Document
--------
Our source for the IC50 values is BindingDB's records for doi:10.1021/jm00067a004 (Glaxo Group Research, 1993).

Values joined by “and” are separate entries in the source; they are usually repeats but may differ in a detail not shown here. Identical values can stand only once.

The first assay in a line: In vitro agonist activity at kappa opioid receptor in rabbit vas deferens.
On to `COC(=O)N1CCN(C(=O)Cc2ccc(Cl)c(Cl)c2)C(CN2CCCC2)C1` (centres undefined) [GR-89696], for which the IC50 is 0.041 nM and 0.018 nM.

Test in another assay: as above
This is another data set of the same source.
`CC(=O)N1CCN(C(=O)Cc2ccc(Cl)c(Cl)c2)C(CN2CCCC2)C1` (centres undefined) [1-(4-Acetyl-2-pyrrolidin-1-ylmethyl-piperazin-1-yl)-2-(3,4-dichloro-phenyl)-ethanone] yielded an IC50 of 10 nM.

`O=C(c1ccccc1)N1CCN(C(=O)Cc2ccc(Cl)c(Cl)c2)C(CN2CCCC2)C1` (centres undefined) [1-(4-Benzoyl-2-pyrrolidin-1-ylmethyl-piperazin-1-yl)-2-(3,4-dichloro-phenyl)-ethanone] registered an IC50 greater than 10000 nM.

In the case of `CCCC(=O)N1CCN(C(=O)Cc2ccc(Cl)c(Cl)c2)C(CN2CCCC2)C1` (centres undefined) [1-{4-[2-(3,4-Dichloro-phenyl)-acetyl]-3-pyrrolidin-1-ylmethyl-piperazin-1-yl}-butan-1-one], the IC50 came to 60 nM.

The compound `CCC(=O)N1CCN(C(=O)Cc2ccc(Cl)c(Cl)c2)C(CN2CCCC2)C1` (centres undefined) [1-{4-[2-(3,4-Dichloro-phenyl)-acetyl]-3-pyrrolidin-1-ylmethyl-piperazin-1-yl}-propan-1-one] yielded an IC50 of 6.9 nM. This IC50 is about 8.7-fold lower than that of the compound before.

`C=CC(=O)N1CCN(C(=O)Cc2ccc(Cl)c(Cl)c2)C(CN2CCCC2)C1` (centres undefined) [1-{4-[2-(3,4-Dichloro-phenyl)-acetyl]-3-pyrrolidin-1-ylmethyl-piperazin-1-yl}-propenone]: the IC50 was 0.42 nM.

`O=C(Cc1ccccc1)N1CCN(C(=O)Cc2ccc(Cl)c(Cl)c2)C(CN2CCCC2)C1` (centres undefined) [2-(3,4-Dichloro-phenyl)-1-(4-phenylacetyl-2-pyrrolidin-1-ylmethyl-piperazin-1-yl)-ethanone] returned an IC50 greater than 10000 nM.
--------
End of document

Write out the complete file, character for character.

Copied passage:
Our source for the IC50 values is BindingDB's records for doi:10.1021/jm00067a004 (Glaxo Group Research, 1993).

Values joined by “and” are separate entries in the source; they are usually repeats but may differ in a detail not shown here. Identical values can stand only once.

The first assay in a line: In vitro agonist activity at kappa opioid receptor in rabbit vas deferens.
On to `COC(=O)N1CCN(C(=O)Cc2ccc(Cl)c(Cl)c2)C(CN2CCCC2)C1` (centres undefined) [GR-89696], for which the IC50 is 0.041 nM and 0.018 nM.

Test in another assay: as above
This is another data set of the same source.
`CC(=O)N1CCN(C(=O)Cc2ccc(Cl)c(Cl)c2)C(CN2CCCC2)C1` (centres undefined) [1-(4-Acetyl-2-pyrrolidin-1-ylmethyl-piperazin-1-yl)-2-(3,4-dichloro-phenyl)-ethanone] yielded an IC50 of 10 nM.

`O=C(c1ccccc1)N1CCN(C(=O)Cc2ccc(Cl)c(Cl)c2)C(CN2CCCC2)C1` (centres undefined) [1-(4-Benzoyl-2-pyrrolidin-1-ylmethyl-piperazin-1-yl)-2-(3,4-dichloro-phenyl)-ethanone] registered an IC50 greater than 10000 nM.

In the case of `CCCC(=O)N1CCN(C(=O)Cc2ccc(Cl)c(Cl)c2)C(CN2CCCC2)C1` (centres undefined) [1-{4-[2-(3,4-Dichloro-phenyl)-acetyl]-3-pyrrolidin-1-ylmethyl-piperazin-1-yl}-butan-1-one], the IC50 came to 60 nM.

The compound `CCC(=O)N1CCN(C(=O)Cc2ccc(Cl)c(Cl)c2)C(CN2CCCC2)C1` (centres undefined) [1-{4-[2-(3,4-Dichloro-phenyl)-acetyl]-3-pyrrolidin-1-ylmethyl-piperazin-1-yl}-propan-1-one] yielded an IC50 of 6.9 nM. This IC50 is about 8.7-fold lower than that of the compound before.

`C=CC(=O)N1CCN(C(=O)Cc2ccc(Cl)c(Cl)c2)C(CN2CCCC2)C1` (centres undefined) [1-{4-[2-(3,4-Dichloro-phenyl)-acetyl]-3-pyrrolidin-1-ylmethyl-piperazin-1-yl}-propenone]: the IC50 was 0.42 nM.

`O=C(Cc1ccccc1)N1CCN(C(=O)Cc2ccc(Cl)c(Cl)c2)C(CN2CCCC2)C1` (centres undefined) [2-(3,4-Dichloro-phenyl)-1-(4-phenylacetyl-2-pyrrolidin-1-ylmethyl-piperazin-1-yl)-ethanone] returned an IC50 greater than 10000 nM.